GNU/Linux “made all that obsolete, and it’s just silly to even look at the code unless you think M$ left some footprints in there of its theft from the ecosystem,” Pogson asserted.
‘The NIH Syndrome’
Google+ blogger Rodolfo Saenz chose to take a more optimistic view.
“Microsoft is finally starting to learn that open source is a not a choice anymore but a survival strategy,” Saenz told Linux Girl.
The company still suffers from “the NIH (Not Invented Here) syndrome — that is, ‘If it’s not made by us, we do not want to do anything with it,'” he added. “They think becoming open source software would contaminate the purity of their products’ design and they are afraid of losing control.”
However, “if they want to survive they will have to do it sooner or later,” Saenz said.
‘This Changes Nothing’
Others weren’t so sure about the move’s significance.
“This is not a sign that Microsoft is changing its ways — it’s a session of show and tell,” Linux Rants blogger Mike Stone suggested.
“It’s not licensed to use for anything, so really it’s only one step better than being absolutely closed,” Stone explained. “It makes for an interesting tidbit of news, and I’d love to review the code just for my own personal edification, but this changes nothing about anything in the long run.”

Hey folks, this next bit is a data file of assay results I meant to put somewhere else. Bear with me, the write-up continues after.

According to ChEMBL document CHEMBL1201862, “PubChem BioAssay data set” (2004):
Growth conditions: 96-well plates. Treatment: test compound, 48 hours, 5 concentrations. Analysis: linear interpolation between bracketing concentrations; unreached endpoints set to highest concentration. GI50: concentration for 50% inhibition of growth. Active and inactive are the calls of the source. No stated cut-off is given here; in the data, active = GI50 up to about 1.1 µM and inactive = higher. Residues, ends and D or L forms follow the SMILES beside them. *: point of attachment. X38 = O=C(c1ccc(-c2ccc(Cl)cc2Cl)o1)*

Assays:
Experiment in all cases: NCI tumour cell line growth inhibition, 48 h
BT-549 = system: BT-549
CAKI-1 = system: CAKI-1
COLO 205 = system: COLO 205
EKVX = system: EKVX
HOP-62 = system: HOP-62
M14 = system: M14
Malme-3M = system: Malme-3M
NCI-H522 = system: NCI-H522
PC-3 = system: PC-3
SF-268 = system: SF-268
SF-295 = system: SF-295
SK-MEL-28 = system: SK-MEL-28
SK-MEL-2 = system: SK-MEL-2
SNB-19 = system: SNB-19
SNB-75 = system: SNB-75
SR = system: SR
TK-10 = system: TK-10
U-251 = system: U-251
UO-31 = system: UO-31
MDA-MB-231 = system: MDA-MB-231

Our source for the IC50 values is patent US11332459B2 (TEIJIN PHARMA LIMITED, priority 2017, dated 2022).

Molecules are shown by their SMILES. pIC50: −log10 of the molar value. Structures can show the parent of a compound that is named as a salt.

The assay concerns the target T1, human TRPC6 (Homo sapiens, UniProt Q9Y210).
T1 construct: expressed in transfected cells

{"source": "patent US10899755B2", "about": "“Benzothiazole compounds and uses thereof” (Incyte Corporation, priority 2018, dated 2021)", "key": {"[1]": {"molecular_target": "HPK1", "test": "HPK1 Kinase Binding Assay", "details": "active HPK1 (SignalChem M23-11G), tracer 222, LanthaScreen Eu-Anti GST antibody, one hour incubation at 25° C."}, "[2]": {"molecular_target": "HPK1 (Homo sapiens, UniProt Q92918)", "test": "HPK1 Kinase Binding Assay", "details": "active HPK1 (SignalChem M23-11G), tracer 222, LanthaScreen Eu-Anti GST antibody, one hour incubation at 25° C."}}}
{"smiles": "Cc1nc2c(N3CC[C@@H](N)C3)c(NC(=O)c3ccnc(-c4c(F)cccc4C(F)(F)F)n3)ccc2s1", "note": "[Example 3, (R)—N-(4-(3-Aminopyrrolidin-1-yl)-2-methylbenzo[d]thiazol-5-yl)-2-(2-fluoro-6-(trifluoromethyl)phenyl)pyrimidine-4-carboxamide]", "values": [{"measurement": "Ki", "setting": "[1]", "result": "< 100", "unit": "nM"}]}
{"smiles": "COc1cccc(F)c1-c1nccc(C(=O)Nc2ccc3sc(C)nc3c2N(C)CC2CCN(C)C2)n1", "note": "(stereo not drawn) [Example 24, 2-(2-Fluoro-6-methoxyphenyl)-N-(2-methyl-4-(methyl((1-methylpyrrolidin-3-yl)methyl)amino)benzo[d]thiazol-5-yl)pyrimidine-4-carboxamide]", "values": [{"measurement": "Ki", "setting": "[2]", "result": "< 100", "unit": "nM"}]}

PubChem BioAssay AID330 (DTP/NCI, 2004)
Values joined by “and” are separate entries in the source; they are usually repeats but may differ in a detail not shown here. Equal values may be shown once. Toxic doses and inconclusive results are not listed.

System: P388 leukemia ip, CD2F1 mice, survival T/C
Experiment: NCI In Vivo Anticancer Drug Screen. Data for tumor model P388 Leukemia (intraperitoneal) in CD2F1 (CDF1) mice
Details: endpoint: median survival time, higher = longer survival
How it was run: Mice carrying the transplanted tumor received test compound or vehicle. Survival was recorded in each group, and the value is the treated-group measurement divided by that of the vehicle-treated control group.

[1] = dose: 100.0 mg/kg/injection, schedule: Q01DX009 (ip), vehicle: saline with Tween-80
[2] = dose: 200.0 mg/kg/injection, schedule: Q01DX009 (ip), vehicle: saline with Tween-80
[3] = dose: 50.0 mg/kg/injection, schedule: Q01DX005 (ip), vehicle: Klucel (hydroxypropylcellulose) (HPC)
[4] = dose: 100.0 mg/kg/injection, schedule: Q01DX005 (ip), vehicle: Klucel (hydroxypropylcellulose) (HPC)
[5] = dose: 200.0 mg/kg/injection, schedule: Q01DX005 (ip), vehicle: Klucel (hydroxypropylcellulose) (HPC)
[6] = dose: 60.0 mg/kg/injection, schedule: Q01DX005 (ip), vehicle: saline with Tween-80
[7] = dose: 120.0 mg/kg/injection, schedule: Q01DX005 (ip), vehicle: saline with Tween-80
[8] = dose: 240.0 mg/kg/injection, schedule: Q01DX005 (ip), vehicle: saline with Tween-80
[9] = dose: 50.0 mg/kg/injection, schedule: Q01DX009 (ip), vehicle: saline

Similarly, “this really doesn’t change anything,” agreed consultant and Slashdot blogger Gerhard Mack. “Both are so old that we honestly don’t have any reason to care about them even if they were properly open sourced.”
The net effect of the move is “nothing, absolutely nothing,” Slashdot blogger hairyfeet echoed. “It’s an OS that is older than dirt and frankly better alternatives to DOS have been around for ages.”
FreeDOS and DOSBox, in particular “make MS-DOS completely worthless for anything but a curiosity for old programmers,” hairyfeet added. “I seriously doubt anybody else would care. Its just a relic of the past, and once the buzz dies down I doubt anybody will even touch the thing.”
In fact, it’s a “clueless” move, and “with FreeDOS, no one wants (or needs) that ancient piece of c____,” Google+ blogger Alessandro Ebersol concurred. “It’s suitable for museums, and that’s about it.
“That’s corporate good will in America,” Ebersol added. “Give away something that is aged, useless and no one can do anything with it.”
Indeed, several years ago Microsoft was asked to release the code for Windows 98, “but of course they didn’t because it would jeopardize the selling of XP or other versions,” Google+ blogger Gonzalo Velasco C. pointed out. “Now, they say they have released DOS!!??
“Thanks, M$! You are so generous!!” he added.
‘Very Little Practical Relevance’
“FreeDOS people can’t use the code, not only because of licensing reasons but also because their own implementations likely differ in important ways, making transplanting the code undesirable even in the absence of licensing issues,” Travers explained.
“However, what Microsoft has done is take a piece of computing history and make it available for study,” he concluded. “This will thus likely be of interest to historians of software, academics, and the like, but of very little practical relevance.”